Children who hail from families with modest incomes will receive an increased amount of food stamps to use throughout the summer. But not in these states, part 2 of the argument

In spite of this, Waxman stated that it is unfair that some of the most disadvantaged children in the country would not receive the same advantages as children in states that are next to them.

"It's really unfortunate, because we've learned that you can make a big dent in childhood food insecurity, and now we've lost that progress, we're going backwards," according to Waxman.

According to Shaefer, the news that came out from the USDA this week is only one example of how Americans have uneven access to the same government assistance programs based on which state they reside in.

He made the comment, "It's not just food assistance, it's so many different things," drawing attention to the fact that Medicaid payments, minimum wages, and unemployment benefits varies from one state to the next. "This disparity is expanding across all of our policies."

Historically, some states have allowed higher-income families to qualify for regular SNAP benefits, while others have not. The current method of calculating poverty is inaccurate and fails to capture the true extent of the financial hardships experienced by many Americans, according to Waxman. As a result, some states allow families to earn incomes much over the poverty threshold and nonetheless remain eligible.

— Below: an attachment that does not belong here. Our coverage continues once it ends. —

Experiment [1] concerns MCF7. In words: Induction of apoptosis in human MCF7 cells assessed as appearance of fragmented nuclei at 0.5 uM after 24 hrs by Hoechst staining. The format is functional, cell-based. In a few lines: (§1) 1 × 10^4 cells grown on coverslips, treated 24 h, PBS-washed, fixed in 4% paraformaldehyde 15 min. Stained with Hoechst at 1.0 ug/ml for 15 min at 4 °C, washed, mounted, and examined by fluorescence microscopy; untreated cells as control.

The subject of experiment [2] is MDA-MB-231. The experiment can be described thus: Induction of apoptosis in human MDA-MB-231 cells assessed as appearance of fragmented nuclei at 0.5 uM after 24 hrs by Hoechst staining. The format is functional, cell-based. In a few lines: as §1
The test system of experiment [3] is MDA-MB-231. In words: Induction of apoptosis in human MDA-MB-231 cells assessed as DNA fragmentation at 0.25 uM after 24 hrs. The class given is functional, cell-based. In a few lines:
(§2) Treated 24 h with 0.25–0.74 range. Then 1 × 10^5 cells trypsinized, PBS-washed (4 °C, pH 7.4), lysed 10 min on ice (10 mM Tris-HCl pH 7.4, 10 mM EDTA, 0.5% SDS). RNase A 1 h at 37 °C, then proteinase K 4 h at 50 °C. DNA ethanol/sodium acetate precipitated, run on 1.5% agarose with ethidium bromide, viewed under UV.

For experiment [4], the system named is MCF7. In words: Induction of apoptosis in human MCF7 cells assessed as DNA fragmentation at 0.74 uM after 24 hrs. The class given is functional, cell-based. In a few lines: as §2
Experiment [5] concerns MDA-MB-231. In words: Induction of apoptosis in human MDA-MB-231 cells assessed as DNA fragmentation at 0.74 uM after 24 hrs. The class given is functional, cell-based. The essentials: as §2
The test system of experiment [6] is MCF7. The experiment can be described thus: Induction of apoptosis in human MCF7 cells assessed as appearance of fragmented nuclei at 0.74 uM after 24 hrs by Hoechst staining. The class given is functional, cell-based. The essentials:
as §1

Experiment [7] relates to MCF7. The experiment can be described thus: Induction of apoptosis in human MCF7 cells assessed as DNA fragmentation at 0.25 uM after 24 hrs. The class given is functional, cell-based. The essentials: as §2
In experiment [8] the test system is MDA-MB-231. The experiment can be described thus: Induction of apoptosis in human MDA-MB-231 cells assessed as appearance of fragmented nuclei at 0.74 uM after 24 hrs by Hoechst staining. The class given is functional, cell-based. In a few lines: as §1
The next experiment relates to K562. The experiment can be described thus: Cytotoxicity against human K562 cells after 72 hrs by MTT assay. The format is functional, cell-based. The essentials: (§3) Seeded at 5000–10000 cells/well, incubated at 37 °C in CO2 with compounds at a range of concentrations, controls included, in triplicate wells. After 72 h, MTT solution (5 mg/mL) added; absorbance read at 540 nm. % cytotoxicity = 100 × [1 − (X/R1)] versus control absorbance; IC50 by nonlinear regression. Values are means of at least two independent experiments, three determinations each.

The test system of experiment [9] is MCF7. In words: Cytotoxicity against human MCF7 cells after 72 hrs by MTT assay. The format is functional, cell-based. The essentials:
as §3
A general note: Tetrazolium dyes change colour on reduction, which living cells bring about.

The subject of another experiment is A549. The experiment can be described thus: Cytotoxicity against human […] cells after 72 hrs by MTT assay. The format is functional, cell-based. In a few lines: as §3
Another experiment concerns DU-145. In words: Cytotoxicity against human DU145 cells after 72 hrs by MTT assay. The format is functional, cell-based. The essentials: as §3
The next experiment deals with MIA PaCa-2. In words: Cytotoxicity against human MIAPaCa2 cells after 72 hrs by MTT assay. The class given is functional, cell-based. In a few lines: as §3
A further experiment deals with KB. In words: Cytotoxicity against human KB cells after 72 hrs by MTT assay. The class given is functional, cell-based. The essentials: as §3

According to Waxman, many of the states that have opposed expanding summer SNAP to more children are also among those who have the lowest income requirements for SNAP eligibility.

Sheafer noted that the U.S. enhanced its child tax credit during the COVID-19 epidemic, treating all lower and medium income kids equally, resulting in the lowest child poverty rate ever. He said that the U.S. government treats all seniors equally when paying social security payments, another governmental program.

According to USDA data, 10 of the 15 states whose governors rejected the new USDA summer food aid program had greater hunger rates than the national average in 2022.

Waxman and Gupta said administrative difficulties on state personnel may also affect whether a state opts into the USDA's new summer SNAP program. Gupta said policymakers across believe numerous states that didn't opt in for 2024 may opt in for 2025 after further preparation.

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